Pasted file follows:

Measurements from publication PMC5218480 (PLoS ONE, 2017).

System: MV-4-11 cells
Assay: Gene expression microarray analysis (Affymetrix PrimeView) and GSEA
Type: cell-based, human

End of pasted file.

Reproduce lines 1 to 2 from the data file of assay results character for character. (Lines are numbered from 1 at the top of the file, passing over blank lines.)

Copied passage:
Measurements from publication PMC5218480 (PLoS ONE, 2017).

System: MV-4-11 cells